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Push or Pull? Content Strategy Has Room For Both

Your client has done everything right so far. They've designed a website for search engine optimization, built it, tested it extensively and tweaked the graphics to make the site look great. They've been marketing the site in all the traditional ways but, for some reason, they're not seeing much of a rise in business.

So what's missing?

Your client may not have the right content strategy to attract the type of quality traffic they need. To illustrate my point, please stick with me for a minute while I share my story.

About two years ago, I began writing about the professional sports teams in Houston as a hobby. Surprisingly, my blog began to get popular so I decided to try to capitalize on the traffic and make a little extra money. I hired a web designer to build a full-fledged site, complete with a storefront, blog and forum. The site looked great and I even added some pay-per-click and commission-based advertisements. But I forgot one thing.

I was able to write well if you are talking purely about my ability to compose thoughtful, entertaining content. I had absolutely no idea how to write with keywords, meta data and, most importantly, I did not have anything resembling an effective content strategy.

After over a year of seeing almost no growth in traffic, I began looking for marketing strategies and that's when I came across the concept of combining Inbound and Outbound Marketing (Push and Pull) effectively in a way that will build quality traffic.

The best way I can explain it is this: think about the Internet as a trade convention. You would never purchase a booth at a convention without also bringing brochures or fliers to promote your business. The booth is outbound marketing and the brochures or fliers are inbound marketing materials. The gist of your content strategy here is:

  • Market your business to draw attention at the conference
  • Pass out quality material that will bring potential customers back to your business after the conference.

You spent money on the booth to "pull" people to your business and you gave them brochures with high-quality content to "push" them to buy your products or services. You can do the same thing online.

A good content strategy for online businesses uses inbound and outbound marketing the same way. The first thing to do is to create useful, informative content that people will want to share. This content needs to be of high-quality to entice potential customers to come to your website. Second, you complement that by sending out notifications like the ones listed below:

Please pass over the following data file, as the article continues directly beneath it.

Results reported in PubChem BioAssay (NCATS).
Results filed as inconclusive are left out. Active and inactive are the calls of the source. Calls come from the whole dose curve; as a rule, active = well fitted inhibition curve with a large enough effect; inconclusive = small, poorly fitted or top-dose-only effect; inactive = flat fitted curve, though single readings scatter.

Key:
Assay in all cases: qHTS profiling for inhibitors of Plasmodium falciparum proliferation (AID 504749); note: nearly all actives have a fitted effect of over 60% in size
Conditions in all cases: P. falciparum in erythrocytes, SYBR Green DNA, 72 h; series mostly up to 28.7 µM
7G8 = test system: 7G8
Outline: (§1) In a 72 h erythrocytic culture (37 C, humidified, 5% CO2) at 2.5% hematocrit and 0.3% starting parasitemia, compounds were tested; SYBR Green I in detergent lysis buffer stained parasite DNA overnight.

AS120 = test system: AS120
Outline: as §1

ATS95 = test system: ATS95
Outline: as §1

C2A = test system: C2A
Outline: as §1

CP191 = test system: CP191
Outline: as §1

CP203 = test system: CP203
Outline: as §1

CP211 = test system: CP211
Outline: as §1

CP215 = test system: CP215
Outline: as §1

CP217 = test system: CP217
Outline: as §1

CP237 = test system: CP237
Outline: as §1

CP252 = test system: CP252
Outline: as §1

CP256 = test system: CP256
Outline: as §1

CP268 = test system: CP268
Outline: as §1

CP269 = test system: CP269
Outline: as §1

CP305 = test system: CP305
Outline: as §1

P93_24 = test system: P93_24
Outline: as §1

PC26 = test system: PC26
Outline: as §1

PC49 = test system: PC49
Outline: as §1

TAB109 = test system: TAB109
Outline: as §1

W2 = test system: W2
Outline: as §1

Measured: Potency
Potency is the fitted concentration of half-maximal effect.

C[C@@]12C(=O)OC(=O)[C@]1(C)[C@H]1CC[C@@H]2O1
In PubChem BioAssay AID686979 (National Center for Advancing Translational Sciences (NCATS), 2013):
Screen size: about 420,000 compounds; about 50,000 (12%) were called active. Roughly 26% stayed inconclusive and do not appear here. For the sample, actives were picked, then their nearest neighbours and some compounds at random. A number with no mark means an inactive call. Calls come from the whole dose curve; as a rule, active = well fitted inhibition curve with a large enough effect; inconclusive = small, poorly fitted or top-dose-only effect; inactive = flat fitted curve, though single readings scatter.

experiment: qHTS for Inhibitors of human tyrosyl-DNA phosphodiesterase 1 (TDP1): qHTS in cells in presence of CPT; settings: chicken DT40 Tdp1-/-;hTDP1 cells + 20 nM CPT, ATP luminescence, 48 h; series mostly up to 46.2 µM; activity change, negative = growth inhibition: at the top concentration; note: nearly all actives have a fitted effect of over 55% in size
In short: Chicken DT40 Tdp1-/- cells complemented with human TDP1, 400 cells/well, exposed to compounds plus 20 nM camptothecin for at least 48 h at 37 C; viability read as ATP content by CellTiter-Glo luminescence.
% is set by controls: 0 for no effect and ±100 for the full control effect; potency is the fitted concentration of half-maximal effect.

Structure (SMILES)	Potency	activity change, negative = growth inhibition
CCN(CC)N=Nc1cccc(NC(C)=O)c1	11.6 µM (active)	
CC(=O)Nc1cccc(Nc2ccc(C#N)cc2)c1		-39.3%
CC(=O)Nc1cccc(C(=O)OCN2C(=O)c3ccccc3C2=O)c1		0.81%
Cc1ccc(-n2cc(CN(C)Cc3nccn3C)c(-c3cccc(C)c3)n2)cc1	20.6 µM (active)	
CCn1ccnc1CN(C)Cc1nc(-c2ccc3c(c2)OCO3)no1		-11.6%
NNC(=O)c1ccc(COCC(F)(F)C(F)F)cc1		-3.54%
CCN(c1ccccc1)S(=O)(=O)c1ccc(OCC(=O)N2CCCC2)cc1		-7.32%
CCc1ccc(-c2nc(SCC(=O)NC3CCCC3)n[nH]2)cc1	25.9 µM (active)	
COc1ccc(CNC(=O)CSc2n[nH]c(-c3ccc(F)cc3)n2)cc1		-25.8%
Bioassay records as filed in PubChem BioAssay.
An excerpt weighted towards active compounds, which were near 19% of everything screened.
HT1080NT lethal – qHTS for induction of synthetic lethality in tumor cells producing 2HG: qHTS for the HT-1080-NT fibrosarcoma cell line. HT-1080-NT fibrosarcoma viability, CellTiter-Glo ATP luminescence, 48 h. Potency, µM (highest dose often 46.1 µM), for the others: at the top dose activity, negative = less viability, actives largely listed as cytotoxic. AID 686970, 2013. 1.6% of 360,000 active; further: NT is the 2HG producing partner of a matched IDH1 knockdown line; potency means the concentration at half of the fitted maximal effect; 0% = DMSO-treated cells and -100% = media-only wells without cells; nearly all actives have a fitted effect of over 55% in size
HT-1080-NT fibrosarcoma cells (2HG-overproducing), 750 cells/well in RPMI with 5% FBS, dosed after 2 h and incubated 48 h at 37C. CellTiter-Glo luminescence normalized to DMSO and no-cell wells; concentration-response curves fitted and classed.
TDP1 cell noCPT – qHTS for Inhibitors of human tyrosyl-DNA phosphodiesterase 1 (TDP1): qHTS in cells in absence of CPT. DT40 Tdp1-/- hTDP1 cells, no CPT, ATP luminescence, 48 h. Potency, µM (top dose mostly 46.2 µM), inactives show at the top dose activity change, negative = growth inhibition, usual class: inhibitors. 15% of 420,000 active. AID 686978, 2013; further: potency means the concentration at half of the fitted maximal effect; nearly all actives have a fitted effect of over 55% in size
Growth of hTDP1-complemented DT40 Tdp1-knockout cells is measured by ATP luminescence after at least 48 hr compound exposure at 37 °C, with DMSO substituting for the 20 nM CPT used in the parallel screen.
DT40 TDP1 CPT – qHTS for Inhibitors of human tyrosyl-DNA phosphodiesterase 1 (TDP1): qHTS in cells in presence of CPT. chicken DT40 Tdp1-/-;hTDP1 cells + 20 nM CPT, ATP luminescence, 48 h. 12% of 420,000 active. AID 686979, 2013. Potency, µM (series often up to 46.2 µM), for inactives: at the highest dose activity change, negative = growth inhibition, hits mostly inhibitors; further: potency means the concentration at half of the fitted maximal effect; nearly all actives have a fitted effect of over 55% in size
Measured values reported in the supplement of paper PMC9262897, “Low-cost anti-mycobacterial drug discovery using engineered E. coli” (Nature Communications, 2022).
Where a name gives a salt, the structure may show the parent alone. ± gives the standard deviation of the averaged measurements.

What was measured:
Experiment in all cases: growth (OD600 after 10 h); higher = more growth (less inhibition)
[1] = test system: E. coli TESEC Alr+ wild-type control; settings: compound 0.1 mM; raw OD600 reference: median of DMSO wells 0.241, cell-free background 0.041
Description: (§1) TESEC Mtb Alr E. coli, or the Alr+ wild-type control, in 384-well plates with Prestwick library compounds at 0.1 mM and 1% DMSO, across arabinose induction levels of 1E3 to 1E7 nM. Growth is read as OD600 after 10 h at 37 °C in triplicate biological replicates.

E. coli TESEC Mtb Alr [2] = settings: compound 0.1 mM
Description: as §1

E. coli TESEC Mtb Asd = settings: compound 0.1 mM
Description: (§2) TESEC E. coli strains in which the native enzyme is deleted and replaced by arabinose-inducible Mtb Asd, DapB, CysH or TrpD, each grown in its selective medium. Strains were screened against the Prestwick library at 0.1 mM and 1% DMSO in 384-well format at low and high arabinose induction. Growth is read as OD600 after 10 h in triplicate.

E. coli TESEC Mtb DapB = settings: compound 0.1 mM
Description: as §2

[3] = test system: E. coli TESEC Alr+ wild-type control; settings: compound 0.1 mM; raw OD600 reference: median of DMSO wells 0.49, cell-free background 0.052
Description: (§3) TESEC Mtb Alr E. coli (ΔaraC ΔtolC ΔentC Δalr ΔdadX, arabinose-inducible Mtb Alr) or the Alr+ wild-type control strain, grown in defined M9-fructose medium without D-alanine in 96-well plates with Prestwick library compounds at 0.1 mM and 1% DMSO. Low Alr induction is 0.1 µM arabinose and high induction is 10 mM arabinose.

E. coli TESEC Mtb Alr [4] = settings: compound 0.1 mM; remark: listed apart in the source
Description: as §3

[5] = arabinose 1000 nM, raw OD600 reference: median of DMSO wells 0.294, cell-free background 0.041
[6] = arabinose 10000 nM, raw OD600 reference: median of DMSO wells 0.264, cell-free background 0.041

• Emails
  • Lead Nurturing
  • Twitter
  • Facebook
  • RSS Feeds

Emails and Lead Nurturing

Emails are still an effective means of outbound marketing but these days emails have to be targeted to people who are interested in the topic. This is where lead nurturing comes into play.

Lead nurturing is the practice of sharing content only with users who have previously shown interest in the subject. This includes things like downloading white papers and attending webinars.

Twitter, Facebook and Other Social Media

No content strategy is complete without considering social media platforms. Websites like Facebook and Twitter allow your online business to send out one "Status Update" or "Tweet" as outbound marketing. That information is then easily shared by "Reposts" or "Retweets" by users who are interested in those topics. Contests and games are also a great "pull" product.

The content you generated is inbound marketing, as is every time someone other than you shares that content.

RSS Feeds

These feeds combine all the positive aspects of the two mentioned above. Since users must subscribe to your blog to get the RSS feed, you know that every time you create new content, that content is shared with people who are subscribed to your feed and are, therefore, interested in your topic. These feeds can also be automatically displayed on the subscribers' site which generates additional inbound marketing for you.

Back to Inbound Marketing

These techniques may sound easy but they still have to be done well. And, even if they are, you still have to create outstanding inbound content to complement them.

For the client, the quality of original content does not only mean it has to be well-written, as I discussed about my first year of blogging. It means choosing the best keywords, knowing the appropriate keyword density and understanding meta data.

If you keep all these things in mind when helping the client develop a content strategy, you can help them achieve a substantial increase in quality traffic which will translate into more money in their pocket.

Topics: content marketing - content strategy - content marketing strategy

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